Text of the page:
The open and free practice of religion in Viet Nam continues to be a complicated issue to describe or assess. In short there’s good and bad as highlighted in the following quote:
“To be sure, the freedom to practice one’s faith or beliefs in Vietnam has come a long way since the dark days following the 1975 communist takeover. Many individuals and religious communities are able to exercise their religion or belief freely, openly, and without fear. To its credit, the Vietnamese government has made a concerted effort to improve conditions in a number of ways. For example, the government is creating more space for religious organizations to conduct charitable work and taking steps to improve relations with the Vatican. In many communities, religious organizations and local officials get along well, with little to no interference by the latter. And the government solicited limited public input on its religion law, a move that would have been unheard of just a few years ago.
Nevertheless, the Vietnamese government’s complicity in or indifference to egregious violations of religious freedom in many parts of the country is deeply troubling. In some areas, local authorities harass and discriminate against religious organizations that do not have government recognition, and in others, they threaten religious followers with eviction from or demolition of their places of worship or other religious buildings—in some instances carrying out these threats. Law enforcement officials continue to detain, arrest, and/or imprison individuals due to their religious beliefs or religious freedom advocacy. The scope and scale of these violations make clear that Vietnam still is a long way from respecting the universal right to freedom of religion or belief as defined by international law and covenants.”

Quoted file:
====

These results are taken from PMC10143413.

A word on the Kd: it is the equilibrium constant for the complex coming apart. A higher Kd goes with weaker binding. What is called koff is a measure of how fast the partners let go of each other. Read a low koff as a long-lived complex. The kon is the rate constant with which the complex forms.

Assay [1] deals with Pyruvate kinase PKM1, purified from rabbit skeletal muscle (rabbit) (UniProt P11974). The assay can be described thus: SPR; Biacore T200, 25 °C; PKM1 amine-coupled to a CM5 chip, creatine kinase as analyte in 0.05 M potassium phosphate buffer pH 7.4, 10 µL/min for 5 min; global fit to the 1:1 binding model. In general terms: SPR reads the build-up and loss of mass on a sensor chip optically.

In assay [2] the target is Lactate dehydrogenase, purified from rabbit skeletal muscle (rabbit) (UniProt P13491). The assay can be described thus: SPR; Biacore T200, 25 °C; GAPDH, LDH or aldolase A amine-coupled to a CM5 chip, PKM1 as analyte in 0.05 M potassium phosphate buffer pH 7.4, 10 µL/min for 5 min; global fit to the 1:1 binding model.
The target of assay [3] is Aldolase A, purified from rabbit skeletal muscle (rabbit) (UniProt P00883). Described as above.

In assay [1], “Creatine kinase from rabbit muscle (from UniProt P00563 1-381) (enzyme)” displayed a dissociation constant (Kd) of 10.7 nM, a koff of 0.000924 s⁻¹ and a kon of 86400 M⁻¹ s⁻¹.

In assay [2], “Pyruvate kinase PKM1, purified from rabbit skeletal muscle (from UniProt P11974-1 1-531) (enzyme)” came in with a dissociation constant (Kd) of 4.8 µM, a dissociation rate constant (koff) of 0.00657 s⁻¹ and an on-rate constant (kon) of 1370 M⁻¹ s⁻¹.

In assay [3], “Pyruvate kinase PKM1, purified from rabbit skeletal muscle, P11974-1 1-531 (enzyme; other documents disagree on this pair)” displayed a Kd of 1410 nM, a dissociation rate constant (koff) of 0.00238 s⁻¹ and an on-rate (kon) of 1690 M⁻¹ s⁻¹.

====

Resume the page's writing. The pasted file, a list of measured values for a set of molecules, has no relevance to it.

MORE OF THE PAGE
That quote comes from the U.S. Commission on International Religious Freedom and their report from earlier this year, Religious Freedom in Vietnam: Assessing the Country of Particular Concern Designation 10 Years After its Removal. Also from the USCIRF from earlier this Spring is the 2017 report on religious freedom. You can view an excerpt specific to Viet Nam of this annual report here and the report in full here.
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